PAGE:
The major disability in this disorder arises from progressive scoliosis. It remains unknown whether the origin of scoliosis is musculoskeletal or neurogenic, but a neurogenic mechanism is possible in light of our structural data. Descending reticulospinal fiber tracts in the reticular formation, along with the corticospinal tract, mediate control signals from the brain to the spinal cord to drive locomotion and regulate muscle tone (28, 29). Our imaging data indicate maldevelopment of these extrapyramidal projections in the reticular formation of HGPPS patients, which could, in turn, lead to progressive scoliosis.
The syndrome of HGPPS provides an exceptional opportunity for the functional characterization of a brain development gene ROBO3 that defines a critical determinant in axon path finding and brain morphogenesis in human. ROBO3, along with its mouse homolog Rig1 (27), expands the role of the robo family of proteins previously known to prevent aberrant crossing.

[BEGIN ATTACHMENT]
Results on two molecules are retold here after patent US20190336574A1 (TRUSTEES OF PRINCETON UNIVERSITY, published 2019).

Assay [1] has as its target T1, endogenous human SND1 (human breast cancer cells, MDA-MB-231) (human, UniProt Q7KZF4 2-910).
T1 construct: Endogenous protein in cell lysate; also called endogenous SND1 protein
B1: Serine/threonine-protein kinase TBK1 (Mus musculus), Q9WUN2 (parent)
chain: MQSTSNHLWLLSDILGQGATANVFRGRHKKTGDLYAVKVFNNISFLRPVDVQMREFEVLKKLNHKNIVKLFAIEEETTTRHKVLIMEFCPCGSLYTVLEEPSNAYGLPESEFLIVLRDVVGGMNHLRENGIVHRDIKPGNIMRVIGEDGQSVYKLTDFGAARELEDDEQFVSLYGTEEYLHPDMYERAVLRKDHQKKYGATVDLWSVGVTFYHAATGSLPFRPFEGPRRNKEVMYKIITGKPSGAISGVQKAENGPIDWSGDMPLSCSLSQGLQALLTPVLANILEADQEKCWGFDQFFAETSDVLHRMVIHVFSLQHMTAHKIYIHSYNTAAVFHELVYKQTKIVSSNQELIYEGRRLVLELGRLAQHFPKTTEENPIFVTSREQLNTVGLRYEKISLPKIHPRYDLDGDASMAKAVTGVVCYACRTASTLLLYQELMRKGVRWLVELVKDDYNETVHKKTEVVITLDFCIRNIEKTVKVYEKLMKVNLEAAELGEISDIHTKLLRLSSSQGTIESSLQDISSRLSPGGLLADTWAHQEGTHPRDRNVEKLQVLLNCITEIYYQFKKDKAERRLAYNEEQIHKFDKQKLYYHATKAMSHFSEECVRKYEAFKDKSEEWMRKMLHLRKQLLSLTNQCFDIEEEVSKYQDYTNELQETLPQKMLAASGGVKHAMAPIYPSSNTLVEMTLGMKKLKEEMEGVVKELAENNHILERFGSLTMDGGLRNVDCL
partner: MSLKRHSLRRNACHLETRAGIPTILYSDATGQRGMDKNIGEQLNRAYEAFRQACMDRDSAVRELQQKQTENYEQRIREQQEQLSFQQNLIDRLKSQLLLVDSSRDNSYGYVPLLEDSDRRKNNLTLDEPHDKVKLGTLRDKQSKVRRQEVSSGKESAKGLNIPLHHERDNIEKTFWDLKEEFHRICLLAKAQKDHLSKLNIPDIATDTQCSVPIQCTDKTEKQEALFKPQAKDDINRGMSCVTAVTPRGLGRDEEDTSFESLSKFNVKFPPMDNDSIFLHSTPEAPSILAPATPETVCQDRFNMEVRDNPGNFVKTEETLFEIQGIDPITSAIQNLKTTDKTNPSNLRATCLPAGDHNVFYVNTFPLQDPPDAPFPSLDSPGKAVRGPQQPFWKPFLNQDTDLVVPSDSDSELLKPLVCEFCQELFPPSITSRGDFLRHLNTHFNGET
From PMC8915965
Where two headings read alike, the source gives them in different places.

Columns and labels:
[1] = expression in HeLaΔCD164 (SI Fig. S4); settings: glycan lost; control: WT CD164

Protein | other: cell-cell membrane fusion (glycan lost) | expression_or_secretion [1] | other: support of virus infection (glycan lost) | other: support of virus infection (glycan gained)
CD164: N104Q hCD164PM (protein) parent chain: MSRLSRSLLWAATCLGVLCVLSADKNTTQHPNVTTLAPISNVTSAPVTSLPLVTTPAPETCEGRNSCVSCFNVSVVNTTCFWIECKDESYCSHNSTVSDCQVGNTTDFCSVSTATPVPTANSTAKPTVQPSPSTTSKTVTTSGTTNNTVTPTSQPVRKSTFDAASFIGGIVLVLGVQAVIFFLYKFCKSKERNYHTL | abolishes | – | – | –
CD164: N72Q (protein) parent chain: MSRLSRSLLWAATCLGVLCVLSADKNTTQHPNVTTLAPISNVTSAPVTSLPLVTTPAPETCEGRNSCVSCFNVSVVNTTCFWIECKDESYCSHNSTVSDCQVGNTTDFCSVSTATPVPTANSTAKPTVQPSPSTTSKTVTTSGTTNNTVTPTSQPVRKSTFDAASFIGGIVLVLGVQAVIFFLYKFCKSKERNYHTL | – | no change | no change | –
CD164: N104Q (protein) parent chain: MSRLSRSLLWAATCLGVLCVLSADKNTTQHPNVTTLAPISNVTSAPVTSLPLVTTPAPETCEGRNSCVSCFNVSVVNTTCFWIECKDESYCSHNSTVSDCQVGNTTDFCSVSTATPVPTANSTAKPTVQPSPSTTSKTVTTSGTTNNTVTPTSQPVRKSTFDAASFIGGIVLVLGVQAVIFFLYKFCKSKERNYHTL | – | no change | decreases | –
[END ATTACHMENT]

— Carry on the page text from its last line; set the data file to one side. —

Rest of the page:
Footnotes
Supporting Online Material
Patients and Methods
Figs. S1 and S2
Tables S1 to S3
References
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30. Supported by NIH DC05524 (R.W.B.); DC00162 and EY15311 (J.C.J.); MH60233 (D.H.G.); EY12498, EY13583, EY15298, and the Children’s Hospital Mental Retardation Research Center P30 HD 18655 (E.C.E.); and UCLA Neurology (J.C.J.).